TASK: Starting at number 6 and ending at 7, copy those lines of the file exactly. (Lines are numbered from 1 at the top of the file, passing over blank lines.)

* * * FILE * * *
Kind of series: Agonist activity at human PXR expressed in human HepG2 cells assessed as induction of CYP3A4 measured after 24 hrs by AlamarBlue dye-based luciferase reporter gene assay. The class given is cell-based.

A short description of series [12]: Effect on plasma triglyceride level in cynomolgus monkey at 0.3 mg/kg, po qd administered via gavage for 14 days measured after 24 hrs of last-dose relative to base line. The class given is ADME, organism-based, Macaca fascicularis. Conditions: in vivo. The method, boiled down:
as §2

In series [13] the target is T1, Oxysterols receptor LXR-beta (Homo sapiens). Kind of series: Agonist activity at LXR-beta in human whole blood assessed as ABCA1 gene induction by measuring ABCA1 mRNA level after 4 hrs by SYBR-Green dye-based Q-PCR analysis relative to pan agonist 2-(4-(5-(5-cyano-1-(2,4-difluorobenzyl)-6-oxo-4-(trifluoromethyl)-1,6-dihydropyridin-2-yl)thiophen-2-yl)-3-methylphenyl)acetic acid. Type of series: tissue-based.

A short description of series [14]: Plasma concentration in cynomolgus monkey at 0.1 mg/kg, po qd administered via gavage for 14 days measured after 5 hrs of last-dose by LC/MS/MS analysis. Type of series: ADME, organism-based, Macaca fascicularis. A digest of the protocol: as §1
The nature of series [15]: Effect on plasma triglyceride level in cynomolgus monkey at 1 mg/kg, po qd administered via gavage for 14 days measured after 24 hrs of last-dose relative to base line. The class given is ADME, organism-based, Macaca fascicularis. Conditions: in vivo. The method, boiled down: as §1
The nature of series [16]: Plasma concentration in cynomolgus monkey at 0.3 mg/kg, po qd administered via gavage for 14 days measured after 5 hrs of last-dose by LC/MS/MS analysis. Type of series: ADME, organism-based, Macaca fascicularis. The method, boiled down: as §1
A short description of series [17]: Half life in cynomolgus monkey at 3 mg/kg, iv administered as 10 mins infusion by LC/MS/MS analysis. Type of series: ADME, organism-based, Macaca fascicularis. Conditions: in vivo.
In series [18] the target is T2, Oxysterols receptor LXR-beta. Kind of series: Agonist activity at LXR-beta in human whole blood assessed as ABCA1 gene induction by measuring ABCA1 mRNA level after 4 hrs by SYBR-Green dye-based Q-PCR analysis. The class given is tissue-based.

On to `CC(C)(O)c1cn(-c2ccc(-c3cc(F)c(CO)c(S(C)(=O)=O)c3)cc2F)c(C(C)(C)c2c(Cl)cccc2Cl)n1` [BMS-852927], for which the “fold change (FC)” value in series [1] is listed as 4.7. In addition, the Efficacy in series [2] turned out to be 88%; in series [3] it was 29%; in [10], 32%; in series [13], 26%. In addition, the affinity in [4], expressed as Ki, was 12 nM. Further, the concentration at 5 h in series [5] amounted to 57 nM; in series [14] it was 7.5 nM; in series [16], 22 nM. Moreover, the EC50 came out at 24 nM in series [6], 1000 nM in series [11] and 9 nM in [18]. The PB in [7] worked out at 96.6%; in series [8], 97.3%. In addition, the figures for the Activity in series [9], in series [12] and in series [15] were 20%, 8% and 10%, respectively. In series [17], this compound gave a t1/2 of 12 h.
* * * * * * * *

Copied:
The nature of series [15]: Effect on plasma triglyceride level in cynomolgus monkey at 1 mg/kg, po qd administered via gavage for 14 days measured after 24 hrs of last-dose relative to base line. The class given is ADME, organism-based, Macaca fascicularis. Conditions: in vivo. The method, boiled down: as §1
The nature of series [16]: Plasma concentration in cynomolgus monkey at 0.3 mg/kg, po qd administered via gavage for 14 days measured after 5 hrs of last-dose by LC/MS/MS analysis. Type of series: ADME, organism-based, Macaca fascicularis. The method, boiled down: as §1